The Cancellation Division of EUIPO has recently issued a resounding decision declaring the invalidity of the figurative trademark representing the “Flower thrower”, one of the most iconic Banksy’s mural paintings.

The motivations on which the decision is based are questionable since it seems to be willing to take a punitive stance against the British street artist due to his commonly known distaste for intellectual property rights.

Basically, the declaration of invalidity is justified on grounds of bad faith, assuming that the trademark applicant had never had the intention to use it on the market since the time of its application filing.

In the opinion of the Cancellation Division, the application for the relevant EU trademark was only aimed to obtain an exclusive trademark right, as such capable of outlasting the protection afforded by copyright, and to prevent third parties from making any commercial use of the artwork image. That conclusion is corroborated by the fact that only in 2019, after the beginning of the invalidity proceeding, did Banksy open his branded shop in London. Moreover, Banksy always allows the free download of high-resolution images of his artworks from his website and as of today has never taken any legal action against the unauthorized use of the images of his artwork made by third parties on any kind of goods.

However, the reasoning of the Cancellation Division appears to be inaccurate due to its overstepping the relevant circumstances of the case. Indeed, the way an artist desires to manage and enforce the copyright on his artworks should not have been weighed up in the invalidity proceeding, if only because Banksy has always allowed the sole non-commercial use of the images of his artwork, which fact clearly does not fall within the functions of a trademark.

It must be also noticed that according to EU trademark regulation, the owner of an EU trademark has to put it to use in the five years following its registration. Only if that period expires and the trademark has not been used is it possible to apply for a declaration of invalidity. And in the Banksy case, the use of the contested trademark was made for the first time in 2019 in full compliance with the law considering that it was registered in 2014.

The Cancellation Division also supports its argumentation by assuming that Banksy registered the image of his artwork as a trademark with the aim to try to enforce his copyright taking advantage of the alternative protection offered by the trademark system. Indeed, in the opinion of the Cancellation Division, to claim copyright protection is very difficult for Banksy both for his
anonymity and for the way of expression of his artworks which are mural paintings illegally realized on walls owned by third parties.

However, such an approach is unconvincing. First of all, it would be more appropriate to refer to Banksy as an artist using a pseudonym instead of defining him as “anonymous”. In addition, the author’s decision to be anonymous cannot affect his economic and moral rights in his artworks. That is generally recognized at the European and international level and clearly stated by copyright law of countries like Italy and the United Kingdom, among others, which allow anonymous or pseudonymous authors’ right to reveal their identity and provide also a specific term for copyright duration on their works. Moreover, anonymous or pseudonymous authors are accorded the resale right, i.e. the right of visual artists to receive a share of the resale price of their original artworks after the first sale.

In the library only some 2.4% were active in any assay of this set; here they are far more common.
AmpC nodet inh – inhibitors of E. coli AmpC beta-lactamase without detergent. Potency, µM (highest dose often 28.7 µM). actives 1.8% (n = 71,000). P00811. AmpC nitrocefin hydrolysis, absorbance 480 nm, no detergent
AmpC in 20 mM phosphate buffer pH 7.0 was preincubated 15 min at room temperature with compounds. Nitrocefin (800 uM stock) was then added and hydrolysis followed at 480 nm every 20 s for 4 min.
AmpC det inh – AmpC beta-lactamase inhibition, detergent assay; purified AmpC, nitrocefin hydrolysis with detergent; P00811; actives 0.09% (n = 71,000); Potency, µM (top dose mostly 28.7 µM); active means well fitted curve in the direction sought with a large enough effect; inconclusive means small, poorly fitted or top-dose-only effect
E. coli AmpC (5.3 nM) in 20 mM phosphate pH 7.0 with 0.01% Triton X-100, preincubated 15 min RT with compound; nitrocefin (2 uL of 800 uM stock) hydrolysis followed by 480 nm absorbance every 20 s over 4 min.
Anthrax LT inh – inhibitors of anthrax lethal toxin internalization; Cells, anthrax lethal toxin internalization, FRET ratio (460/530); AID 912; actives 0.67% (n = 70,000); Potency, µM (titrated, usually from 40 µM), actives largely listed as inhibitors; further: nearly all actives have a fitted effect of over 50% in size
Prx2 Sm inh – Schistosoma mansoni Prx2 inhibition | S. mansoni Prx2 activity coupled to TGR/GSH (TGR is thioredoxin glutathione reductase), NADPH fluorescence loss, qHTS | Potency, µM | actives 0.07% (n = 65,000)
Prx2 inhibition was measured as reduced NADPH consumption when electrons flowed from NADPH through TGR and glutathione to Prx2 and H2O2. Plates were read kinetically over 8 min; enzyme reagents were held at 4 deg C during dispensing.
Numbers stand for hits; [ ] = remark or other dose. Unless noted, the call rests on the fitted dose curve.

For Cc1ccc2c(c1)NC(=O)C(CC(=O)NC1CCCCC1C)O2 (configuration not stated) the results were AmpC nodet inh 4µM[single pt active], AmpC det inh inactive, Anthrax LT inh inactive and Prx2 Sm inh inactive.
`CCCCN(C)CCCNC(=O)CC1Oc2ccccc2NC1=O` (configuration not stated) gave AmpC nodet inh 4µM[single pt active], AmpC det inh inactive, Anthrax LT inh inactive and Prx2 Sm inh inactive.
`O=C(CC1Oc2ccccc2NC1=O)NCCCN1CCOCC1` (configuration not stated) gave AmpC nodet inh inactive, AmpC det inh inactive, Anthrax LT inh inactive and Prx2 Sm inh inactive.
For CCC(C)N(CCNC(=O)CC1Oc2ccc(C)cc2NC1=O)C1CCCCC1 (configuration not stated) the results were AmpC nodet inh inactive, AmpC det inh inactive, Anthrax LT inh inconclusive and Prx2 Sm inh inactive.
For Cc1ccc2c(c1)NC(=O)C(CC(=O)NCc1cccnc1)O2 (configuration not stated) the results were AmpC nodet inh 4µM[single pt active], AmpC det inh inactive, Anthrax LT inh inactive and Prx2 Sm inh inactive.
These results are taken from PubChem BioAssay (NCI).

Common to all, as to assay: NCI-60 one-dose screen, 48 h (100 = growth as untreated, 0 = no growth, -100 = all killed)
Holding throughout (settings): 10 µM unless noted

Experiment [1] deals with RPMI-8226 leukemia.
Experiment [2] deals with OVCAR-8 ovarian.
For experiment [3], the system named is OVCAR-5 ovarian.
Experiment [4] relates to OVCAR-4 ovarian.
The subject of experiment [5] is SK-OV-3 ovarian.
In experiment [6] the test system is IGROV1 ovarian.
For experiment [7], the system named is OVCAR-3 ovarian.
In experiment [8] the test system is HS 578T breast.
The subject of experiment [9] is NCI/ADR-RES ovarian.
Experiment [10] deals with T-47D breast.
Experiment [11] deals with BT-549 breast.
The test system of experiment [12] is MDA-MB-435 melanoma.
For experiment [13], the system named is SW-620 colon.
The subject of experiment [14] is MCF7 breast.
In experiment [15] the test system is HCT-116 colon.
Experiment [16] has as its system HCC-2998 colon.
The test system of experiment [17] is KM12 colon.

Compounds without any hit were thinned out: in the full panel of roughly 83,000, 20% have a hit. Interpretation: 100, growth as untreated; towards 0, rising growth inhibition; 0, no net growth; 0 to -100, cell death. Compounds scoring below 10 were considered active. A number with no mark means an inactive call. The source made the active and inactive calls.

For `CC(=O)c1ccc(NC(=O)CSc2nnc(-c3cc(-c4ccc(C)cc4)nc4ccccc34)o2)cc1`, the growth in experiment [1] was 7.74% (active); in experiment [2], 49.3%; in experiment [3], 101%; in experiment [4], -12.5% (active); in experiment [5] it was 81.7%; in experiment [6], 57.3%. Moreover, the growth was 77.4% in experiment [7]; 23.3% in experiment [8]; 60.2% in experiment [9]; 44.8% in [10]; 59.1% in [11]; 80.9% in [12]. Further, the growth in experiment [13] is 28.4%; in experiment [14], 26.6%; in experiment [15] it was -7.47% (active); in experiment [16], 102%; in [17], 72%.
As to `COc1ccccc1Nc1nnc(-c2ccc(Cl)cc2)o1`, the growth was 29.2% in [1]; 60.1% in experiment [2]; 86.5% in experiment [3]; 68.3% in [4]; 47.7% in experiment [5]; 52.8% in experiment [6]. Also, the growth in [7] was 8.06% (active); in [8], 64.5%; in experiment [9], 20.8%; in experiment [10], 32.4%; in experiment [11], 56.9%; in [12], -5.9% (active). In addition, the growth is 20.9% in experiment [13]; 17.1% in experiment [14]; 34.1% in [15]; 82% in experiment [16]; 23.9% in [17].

Actually, the only circumstance where an anonymous author could be obliged to reveal his name or identity is when he would bring a lawsuit for copyright infringement before a Court. That because in such a case the author identification is necessary for purposes of authorship verification or of ownership verification in the presence of a copyright assignment or license as well as for purposes
of works made for hire.

On the contrary, no mandatory identification is required in proceedings related to trademark issues where the subject entitled to claim the protection of a trademark is the owner of the registration, whose name is publicly available on the trademark register. That is what happened in front of the Court of Milan at the end of 2018 when Pest Control, the company that usually manages Banksy’s copyright, in order to enforce its trademarks rights over the artist’s name and the images of “Girl with Balloon” and “Flower thrower”, sued the Italian company which had organized and promoted the exhibition “The art of Banksy. A visual protest” for the unauthorized reproduction of Banksy’s name and artworks on merchandise.

Furthermore, equally inaccurate is the statement of the Cancellation Division that graffiti and mural paintings are not eligible for copyright protection. In this regard, a distinction should be made between the subject entitled of the property right on the artwork, who according to the accession principle is the owner of the wall, and the subject entitled of the copyright on the artwork, who is
the author.

That is confirmed by the landmark judgment of the Court of Appeals for the Second Circuit of the United States of America which, in the famous case of “5Pointz” building demolition, recognized the violation of street artists’ authorship moral rights.